KARISSA SCHULZ: Palliative care boosts quality of life, lowers costs
GRAND FORKS — As a registered nurse working in a rural community, I struggle as I care for patients coming in and out of the hospital battling recurrent symptoms from chronic illnesses.
Despite the health care team’s best attempts at relieving symptoms and providing patient education, the patients return within months for continued management.
The Centers for Disease Control estimate that about 90 million Americans are living with a serious illness, and this number has been predicted to double over the next 25 years. Health care costs are at an all-time high, with chronic diseases accounting for $3 out of every $4 spent.
How are these serious illnesses being treated? Much like the revolving-door approach mentioned above.
All too often in the American health system, we treat now and ask questions later. Crazy thought: What if we asked these individuals how and where they’d like their care and educated them and their family on all of the options available to them?
What if we follow them after they are discharged to make sure their questions are answered and that they fully understand the course of their illness?
Palliative care is the answer.
Palliative care is specialized medical care that focuses on providing patients with relief from the symptoms, pain and stress of a serious illness — whatever the diagnosis or prognosis.
Palliative care, once thought as an end-of-life intervention, now should become the standard of care for all people with serious illness. The goal is to improve quality of life for patients at any stage of illness regardless of current treatment plans, and it is tailored to both patient and family needs.
Above and beyond symptom control, palliative care also can give a patient and their family continual close communication, help in navigating the health care system, guidance with difficult and complex treatment choices and emotional and spiritual support.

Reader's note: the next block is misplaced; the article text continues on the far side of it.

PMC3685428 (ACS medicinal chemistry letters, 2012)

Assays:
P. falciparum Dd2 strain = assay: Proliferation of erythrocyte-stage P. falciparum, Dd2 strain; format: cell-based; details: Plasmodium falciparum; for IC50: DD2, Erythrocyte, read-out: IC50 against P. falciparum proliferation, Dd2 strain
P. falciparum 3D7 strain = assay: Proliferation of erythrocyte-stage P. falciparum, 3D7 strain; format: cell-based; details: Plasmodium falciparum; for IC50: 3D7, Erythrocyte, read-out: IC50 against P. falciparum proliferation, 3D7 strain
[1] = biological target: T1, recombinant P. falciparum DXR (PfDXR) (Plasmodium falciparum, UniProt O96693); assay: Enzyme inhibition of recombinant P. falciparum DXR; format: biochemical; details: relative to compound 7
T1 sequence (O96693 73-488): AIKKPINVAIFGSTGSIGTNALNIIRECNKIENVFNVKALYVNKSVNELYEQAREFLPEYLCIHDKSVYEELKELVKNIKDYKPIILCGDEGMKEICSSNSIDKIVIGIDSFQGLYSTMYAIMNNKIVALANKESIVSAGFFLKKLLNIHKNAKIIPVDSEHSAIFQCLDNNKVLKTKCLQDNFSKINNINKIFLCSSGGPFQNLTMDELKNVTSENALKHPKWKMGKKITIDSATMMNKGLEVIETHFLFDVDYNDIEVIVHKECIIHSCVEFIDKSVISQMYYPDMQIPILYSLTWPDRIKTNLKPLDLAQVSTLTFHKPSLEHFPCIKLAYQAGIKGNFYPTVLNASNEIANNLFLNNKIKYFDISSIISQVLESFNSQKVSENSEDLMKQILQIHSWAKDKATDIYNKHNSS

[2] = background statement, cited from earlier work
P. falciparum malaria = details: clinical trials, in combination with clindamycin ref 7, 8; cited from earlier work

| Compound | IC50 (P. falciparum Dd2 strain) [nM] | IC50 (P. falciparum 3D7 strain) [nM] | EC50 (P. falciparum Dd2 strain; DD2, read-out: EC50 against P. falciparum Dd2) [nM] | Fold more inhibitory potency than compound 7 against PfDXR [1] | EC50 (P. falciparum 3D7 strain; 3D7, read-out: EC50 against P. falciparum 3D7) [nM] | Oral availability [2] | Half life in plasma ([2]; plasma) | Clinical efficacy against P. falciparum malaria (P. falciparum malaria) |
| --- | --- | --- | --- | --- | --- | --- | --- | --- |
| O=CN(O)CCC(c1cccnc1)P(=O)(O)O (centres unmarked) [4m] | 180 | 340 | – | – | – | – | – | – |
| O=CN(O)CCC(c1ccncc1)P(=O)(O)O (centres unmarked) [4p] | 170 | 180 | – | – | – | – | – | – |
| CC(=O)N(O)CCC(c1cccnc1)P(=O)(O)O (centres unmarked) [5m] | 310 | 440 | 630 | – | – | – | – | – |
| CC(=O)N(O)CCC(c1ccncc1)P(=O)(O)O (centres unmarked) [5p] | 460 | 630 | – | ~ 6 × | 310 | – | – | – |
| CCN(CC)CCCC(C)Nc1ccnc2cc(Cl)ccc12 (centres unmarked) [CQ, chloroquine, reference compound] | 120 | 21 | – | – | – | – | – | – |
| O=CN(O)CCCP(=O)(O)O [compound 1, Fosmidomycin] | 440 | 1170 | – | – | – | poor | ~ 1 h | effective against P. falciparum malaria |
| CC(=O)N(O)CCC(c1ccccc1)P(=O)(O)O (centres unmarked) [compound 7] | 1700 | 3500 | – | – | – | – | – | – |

Palliative care services may not generate revenue, but they do save the health care system money, also known as cost avoidance. A recent study found that palliative care patients had “significantly fewer emergency department visits, hospital days, skilled nursing facility days, physician visits, and a 45 percent decrease in cost related to usual care patients.”
In addition to cost savings, patients whose symptoms are controlled report having a better quality of life and being more satisfied with their care. Patient satisfaction has become very important, as it’s now a part of the Centers for Medicare and Medicaid Services reimbursement program.
Palliative services need not be limited to patients in the hospital. There should be equal access to palliative care across health care settings, such as in the home setting, with hospice and in long-term care facilities.
Unfortunately, palliative care resources are limited. Policy initiatives are underway to increase availability for all patients and families facing serious illnesses.
The National Palliative Care Research Center released a “State-by-State Report Card on Access to Palliative Care in Our Nation’s Hospitals” in 2011. At that time, there was about one cardiologist for every 71 persons experiencing a heart attack and one oncologist for every 141 newly diagnosed cancer patients.
There also was only one palliative medicine physician for every 1,200 persons living with a serious or life-threatening illness.
Palliative care provides effective and efficient, quality care at a reduced cost. With palliative care services, the patient’s and family’s needs always come first.
In a patient-centered health care delivery system, I urge Herald readers to make your needs known. The more palliative care is discussed and requested by patients, the more available it will become.
Schultz is a graduate student in the College of Nursing at UND.